Background: Association of hypothyroidism, isosexual precocious puberty and macrogonadism was first described by Van Wyk Grumbach in 1960. Van Wyk Grumbach syndrome (VWGS) was reported predominantly in females, precocious puberty and clinical picture of hypothyroidism being the clinical hallmarks.
Objective and hypotheses: Publishing additional data on clinical and hormonal spectrum of VWGS, providing for better understanding of its pathology and primary diagnostics optimization.
Method: Describing our case (follow-up included). Comparing our data with available information.
Results: A 10 years 5 months old girl presented with short stature (113 cm), MaII, PubI, AxI, no menstruation. Constipation, hair loss, poor academic performance, fatigue, growth delay for years; thelarche at 9 years 9 months. Suspicion for Turner syndrome prompted additional studies: gynecological ultrasound, LH, FSH, and estradiol. Results: multicystic enlarged ovaries (20 and 22 ml), enlarged uterus (15 ml); thyroid ultrasound: 2.1 ml, normal structure, fT4 0.23 ng/dl, TSH 147.23, TPO-Abs 57.93, TG-Abs 86.93; estradiol 5.24 pg/ml (prepubertal), FSH 5.53 and LH 2.01 (both adequate for Tanner 2 stage); bone age: 5 years (height age 55.5 years). VWGS diagnosed and L-thyroxine prescribed (50 μg/day). In 10 weeks: fT4, TSH levels normalized, ovaries shrunk to 6.7 ml, catch-up growth of 2.5 cms.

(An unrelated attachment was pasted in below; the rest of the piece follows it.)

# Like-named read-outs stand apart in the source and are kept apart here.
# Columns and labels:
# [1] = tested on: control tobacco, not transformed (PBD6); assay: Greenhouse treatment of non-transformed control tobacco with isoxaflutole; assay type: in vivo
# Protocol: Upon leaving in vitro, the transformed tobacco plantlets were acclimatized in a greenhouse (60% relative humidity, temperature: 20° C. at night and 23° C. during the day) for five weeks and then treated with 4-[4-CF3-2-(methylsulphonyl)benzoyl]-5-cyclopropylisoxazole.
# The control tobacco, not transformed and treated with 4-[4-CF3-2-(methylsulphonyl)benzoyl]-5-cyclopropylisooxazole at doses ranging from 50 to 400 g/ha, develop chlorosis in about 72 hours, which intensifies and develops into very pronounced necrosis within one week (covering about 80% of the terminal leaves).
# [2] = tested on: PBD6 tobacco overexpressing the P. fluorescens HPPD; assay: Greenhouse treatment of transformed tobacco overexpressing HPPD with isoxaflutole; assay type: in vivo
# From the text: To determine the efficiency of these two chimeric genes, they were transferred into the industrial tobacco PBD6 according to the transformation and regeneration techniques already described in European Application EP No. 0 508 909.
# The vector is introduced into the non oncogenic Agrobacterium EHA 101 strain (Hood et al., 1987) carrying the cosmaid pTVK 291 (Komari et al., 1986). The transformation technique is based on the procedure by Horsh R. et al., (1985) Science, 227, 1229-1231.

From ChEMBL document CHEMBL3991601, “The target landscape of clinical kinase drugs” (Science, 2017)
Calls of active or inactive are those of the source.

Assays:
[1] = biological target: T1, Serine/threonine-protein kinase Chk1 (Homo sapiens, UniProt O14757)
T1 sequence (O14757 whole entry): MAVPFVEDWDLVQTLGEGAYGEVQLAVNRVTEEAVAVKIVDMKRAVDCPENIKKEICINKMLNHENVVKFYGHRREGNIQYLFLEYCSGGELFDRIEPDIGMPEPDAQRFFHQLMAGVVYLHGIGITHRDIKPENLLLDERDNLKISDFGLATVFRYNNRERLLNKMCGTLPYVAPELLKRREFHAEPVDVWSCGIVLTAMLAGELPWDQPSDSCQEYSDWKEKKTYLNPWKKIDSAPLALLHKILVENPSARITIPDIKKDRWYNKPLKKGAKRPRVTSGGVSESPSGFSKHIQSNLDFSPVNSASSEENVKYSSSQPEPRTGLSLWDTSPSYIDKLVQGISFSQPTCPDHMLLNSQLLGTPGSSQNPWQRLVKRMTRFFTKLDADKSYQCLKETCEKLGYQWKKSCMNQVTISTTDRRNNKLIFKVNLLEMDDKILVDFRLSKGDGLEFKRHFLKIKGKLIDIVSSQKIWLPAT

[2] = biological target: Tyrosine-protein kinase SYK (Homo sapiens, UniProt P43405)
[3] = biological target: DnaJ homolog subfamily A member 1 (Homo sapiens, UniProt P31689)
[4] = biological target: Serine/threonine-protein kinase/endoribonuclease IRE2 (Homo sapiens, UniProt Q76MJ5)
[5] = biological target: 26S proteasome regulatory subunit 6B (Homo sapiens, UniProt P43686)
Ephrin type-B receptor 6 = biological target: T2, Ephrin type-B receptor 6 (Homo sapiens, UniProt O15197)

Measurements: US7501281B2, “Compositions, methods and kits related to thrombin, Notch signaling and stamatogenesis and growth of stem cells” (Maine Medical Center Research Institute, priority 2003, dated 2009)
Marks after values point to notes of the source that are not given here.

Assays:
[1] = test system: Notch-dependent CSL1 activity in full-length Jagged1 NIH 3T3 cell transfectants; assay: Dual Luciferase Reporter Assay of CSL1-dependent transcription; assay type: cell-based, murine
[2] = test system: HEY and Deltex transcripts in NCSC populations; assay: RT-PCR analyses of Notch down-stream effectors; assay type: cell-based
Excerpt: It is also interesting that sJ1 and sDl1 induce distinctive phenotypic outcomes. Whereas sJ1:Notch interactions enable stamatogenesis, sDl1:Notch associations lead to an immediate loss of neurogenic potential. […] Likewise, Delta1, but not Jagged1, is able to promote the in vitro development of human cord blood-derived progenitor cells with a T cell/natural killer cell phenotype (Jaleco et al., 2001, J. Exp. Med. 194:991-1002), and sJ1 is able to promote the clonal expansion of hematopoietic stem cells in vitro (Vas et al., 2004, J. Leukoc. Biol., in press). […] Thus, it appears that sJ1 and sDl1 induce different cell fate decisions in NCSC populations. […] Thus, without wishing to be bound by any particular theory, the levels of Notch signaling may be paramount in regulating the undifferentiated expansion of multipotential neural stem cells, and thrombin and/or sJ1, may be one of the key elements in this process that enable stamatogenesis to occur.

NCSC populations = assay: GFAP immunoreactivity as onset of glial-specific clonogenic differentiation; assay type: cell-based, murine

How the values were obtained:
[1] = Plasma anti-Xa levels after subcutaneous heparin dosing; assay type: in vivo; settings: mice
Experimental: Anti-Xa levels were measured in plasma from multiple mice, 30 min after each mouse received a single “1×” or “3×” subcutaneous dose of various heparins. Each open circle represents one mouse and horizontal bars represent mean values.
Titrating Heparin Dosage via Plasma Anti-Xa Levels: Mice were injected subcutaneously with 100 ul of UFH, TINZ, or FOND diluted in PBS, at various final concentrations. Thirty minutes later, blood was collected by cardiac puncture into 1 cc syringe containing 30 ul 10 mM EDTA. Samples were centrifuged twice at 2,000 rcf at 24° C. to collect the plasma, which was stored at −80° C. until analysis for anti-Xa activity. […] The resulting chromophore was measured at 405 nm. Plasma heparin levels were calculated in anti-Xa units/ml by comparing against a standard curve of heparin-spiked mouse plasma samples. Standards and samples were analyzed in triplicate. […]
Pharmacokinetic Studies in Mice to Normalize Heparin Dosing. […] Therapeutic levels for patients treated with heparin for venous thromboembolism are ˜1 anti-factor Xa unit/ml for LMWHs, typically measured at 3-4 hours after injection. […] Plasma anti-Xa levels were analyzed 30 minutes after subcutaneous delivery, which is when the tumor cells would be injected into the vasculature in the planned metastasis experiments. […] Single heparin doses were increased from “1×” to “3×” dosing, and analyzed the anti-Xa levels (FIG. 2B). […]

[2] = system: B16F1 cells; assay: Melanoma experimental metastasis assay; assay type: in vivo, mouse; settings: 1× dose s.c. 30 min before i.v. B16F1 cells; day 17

Conclusion: Highly elevated level of TSH with quasi-normal (inappropriate to bone age) level of FSH (and LH) support the Anasti et al. (1995) hypothesis (direct impact of TSH upon the FSH-receptors). Macrogonadism preceeds the clinical signs of precocious puberty quasi-normal (appropriate to chonological age, inappropriate to delayed bone age) puberty development may be erroneously considered normal if taking into account only chronological age. Our data confirm the workup significance of X-ray in case of pediatric patients with hypothyroidism. Gynecological ultrasound is a valuable and highly recommended imaging study for female children with severe hypothyroidism.
18 Sep 2014 - 20 Sep 2014